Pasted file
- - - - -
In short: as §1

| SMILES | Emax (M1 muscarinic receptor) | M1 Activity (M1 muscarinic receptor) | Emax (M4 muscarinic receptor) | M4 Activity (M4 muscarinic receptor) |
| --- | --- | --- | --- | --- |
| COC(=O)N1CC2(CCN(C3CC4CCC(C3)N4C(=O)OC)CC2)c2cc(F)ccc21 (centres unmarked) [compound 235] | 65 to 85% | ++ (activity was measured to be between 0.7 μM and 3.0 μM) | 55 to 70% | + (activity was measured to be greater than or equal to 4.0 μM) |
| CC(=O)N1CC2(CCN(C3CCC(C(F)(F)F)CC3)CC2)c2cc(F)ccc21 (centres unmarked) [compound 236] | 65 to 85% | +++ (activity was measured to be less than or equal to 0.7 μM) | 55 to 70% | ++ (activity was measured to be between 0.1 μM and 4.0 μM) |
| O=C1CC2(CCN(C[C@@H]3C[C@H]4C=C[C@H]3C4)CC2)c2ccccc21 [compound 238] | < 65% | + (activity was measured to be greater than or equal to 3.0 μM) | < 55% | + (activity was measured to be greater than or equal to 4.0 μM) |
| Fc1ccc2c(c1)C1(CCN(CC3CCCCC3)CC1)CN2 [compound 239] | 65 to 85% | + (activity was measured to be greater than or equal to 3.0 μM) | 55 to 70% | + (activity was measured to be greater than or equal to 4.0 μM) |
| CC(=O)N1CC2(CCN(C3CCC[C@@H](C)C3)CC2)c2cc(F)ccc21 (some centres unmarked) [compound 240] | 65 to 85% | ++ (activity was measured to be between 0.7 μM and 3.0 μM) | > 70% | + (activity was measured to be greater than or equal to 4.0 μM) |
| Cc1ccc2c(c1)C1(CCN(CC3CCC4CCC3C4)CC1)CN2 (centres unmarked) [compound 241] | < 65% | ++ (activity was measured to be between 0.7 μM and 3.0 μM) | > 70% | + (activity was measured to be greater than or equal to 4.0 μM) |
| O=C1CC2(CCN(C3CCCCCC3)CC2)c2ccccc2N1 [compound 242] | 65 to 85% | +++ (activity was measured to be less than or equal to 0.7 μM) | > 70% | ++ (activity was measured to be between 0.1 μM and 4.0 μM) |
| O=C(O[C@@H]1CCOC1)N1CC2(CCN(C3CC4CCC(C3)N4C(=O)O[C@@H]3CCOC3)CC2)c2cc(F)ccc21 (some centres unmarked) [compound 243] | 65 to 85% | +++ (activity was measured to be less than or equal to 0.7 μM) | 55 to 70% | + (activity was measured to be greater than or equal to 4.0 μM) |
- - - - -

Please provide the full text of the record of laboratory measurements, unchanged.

In short: as §1

| SMILES | Emax (M1 muscarinic receptor) | M1 Activity (M1 muscarinic receptor) | Emax (M4 muscarinic receptor) | M4 Activity (M4 muscarinic receptor) |
| --- | --- | --- | --- | --- |
| COC(=O)N1CC2(CCN(C3CC4CCC(C3)N4C(=O)OC)CC2)c2cc(F)ccc21 (centres unmarked) [compound 235] | 65 to 85% | ++ (activity was measured to be between 0.7 μM and 3.0 μM) | 55 to 70% | + (activity was measured to be greater than or equal to 4.0 μM) |
| CC(=O)N1CC2(CCN(C3CCC(C(F)(F)F)CC3)CC2)c2cc(F)ccc21 (centres unmarked) [compound 236] | 65 to 85% | +++ (activity was measured to be less than or equal to 0.7 μM) | 55 to 70% | ++ (activity was measured to be between 0.1 μM and 4.0 μM) |
| O=C1CC2(CCN(C[C@@H]3C[C@H]4C=C[C@H]3C4)CC2)c2ccccc21 [compound 238] | < 65% | + (activity was measured to be greater than or equal to 3.0 μM) | < 55% | + (activity was measured to be greater than or equal to 4.0 μM) |
| Fc1ccc2c(c1)C1(CCN(CC3CCCCC3)CC1)CN2 [compound 239] | 65 to 85% | + (activity was measured to be greater than or equal to 3.0 μM) | 55 to 70% | + (activity was measured to be greater than or equal to 4.0 μM) |
| CC(=O)N1CC2(CCN(C3CCC[C@@H](C)C3)CC2)c2cc(F)ccc21 (some centres unmarked) [compound 240] | 65 to 85% | ++ (activity was measured to be between 0.7 μM and 3.0 μM) | > 70% | + (activity was measured to be greater than or equal to 4.0 μM) |
| Cc1ccc2c(c1)C1(CCN(CC3CCC4CCC3C4)CC1)CN2 (centres unmarked) [compound 241] | < 65% | ++ (activity was measured to be between 0.7 μM and 3.0 μM) | > 70% | + (activity was measured to be greater than or equal to 4.0 μM) |
| O=C1CC2(CCN(C3CCCCCC3)CC2)c2ccccc2N1 [compound 242] | 65 to 85% | +++ (activity was measured to be less than or equal to 0.7 μM) | > 70% | ++ (activity was measured to be between 0.1 μM and 4.0 μM) |
| O=C(O[C@@H]1CCOC1)N1CC2(CCN(C3CC4CCC(C3)N4C(=O)O[C@@H]3CCOC3)CC2)c2cc(F)ccc21 (some centres unmarked) [compound 243] | 65 to 85% | +++ (activity was measured to be less than or equal to 0.7 μM) | 55 to 70% | + (activity was measured to be greater than or equal to 4.0 μM) |